Erik Lief ’85 is currently the Director of Communications at the American Council on Science and Health. With previous experience at various prestigious presses, Lief shared his perspective on the media industry and how Vassar prepared him for a career in communications.
The Miscellany News: How did your time at Vassar impact your life and career?
Erik Lief: Being at Vassar exposed me to thoughts and ideas that I’d never had before. When you expand your education, you see things in a whole different way. Vassar was a real revelation in that regard. The second thing was diversity. I met so many people that I’d never think would be my friends. The diversity at Vassar was fantastic; it opened up a world of possibilities for me because I began to think that I could go in any direction. I didn’t have those thoughts in the beginning of college, but I definitely had them in the middle of college. The other thing that sticks with me to today is that I have a lifetime of friendship from people that I met at Vassar. It’s remarkable. I’m still in touch with the school. I’m up [visiting Vassar] frequently. The people that I met then in 1981, ’82, are the people that I’m friends with today.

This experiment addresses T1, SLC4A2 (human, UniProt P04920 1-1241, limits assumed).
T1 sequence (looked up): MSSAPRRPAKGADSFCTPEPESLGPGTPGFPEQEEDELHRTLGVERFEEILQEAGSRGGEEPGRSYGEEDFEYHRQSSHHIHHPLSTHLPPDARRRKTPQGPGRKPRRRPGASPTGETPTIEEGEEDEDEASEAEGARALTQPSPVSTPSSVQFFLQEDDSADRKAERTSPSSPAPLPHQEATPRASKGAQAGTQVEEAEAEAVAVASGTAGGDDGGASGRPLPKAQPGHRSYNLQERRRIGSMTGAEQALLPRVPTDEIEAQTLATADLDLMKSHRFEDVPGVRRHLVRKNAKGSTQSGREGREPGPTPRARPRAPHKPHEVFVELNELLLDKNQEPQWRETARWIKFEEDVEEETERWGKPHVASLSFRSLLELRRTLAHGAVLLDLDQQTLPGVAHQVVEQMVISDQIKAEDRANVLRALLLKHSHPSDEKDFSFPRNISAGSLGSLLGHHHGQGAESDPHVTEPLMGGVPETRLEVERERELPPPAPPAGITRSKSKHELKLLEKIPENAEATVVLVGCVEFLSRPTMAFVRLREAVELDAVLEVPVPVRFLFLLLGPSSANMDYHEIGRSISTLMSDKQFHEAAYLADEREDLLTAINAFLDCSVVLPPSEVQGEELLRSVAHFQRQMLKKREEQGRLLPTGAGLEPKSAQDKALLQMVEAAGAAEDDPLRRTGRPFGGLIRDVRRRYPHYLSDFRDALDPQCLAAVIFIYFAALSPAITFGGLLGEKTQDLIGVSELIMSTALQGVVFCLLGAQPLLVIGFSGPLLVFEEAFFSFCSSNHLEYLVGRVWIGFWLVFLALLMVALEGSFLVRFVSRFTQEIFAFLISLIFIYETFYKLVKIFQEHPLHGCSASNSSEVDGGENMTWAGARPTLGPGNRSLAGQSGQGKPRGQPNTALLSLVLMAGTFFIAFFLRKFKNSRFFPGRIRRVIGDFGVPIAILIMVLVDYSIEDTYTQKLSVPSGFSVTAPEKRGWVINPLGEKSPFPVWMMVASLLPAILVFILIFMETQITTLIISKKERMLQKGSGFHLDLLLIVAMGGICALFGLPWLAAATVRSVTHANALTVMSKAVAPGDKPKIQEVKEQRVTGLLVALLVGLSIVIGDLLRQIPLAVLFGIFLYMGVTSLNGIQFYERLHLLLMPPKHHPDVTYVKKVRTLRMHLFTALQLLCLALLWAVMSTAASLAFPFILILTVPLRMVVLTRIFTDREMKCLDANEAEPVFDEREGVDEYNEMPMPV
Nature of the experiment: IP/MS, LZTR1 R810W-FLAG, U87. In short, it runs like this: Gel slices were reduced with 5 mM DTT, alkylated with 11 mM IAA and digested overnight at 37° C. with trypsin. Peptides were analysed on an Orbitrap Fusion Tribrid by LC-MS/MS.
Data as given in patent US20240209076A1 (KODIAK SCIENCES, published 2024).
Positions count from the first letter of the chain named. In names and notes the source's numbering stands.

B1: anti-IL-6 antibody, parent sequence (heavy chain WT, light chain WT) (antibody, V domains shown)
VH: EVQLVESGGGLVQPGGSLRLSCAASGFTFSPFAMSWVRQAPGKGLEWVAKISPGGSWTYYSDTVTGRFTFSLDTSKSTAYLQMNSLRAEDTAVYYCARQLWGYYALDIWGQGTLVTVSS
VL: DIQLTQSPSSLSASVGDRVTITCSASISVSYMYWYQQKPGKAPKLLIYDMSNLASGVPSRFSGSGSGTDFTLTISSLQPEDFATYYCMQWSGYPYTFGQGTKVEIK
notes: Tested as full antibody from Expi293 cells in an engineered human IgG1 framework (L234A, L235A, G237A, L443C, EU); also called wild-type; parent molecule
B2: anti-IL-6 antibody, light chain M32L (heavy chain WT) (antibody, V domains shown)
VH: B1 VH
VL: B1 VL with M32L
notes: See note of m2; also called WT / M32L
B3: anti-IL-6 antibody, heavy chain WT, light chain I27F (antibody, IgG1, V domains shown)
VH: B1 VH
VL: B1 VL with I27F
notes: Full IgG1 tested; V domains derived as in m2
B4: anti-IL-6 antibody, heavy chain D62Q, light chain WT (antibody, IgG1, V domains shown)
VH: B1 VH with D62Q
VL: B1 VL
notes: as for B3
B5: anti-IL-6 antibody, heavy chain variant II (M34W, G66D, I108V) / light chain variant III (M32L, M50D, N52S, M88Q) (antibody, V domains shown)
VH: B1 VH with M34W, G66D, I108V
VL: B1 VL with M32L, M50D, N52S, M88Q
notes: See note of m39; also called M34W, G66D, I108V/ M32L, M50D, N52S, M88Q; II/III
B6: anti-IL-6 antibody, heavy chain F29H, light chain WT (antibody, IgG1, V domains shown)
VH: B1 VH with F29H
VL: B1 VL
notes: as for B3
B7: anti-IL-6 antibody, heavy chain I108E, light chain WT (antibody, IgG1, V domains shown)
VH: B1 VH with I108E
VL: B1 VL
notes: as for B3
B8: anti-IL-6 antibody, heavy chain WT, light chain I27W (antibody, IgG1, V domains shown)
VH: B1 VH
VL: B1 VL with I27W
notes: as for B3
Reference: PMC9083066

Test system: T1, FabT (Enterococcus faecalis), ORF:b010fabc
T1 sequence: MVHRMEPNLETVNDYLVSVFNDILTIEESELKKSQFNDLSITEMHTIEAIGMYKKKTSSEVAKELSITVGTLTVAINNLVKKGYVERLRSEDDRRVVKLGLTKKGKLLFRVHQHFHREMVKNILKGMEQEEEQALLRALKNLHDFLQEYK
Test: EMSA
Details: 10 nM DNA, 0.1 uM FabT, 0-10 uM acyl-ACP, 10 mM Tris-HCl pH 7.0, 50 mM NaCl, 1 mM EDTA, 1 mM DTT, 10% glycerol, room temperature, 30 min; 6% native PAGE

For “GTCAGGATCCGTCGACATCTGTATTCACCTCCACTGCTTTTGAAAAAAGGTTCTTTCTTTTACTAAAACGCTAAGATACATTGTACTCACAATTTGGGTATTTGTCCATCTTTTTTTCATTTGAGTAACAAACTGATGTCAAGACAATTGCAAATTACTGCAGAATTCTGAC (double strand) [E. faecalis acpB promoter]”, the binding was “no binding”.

The Misc: What setbacks did you face at the onset of or throughout your career, and what did you learn from them?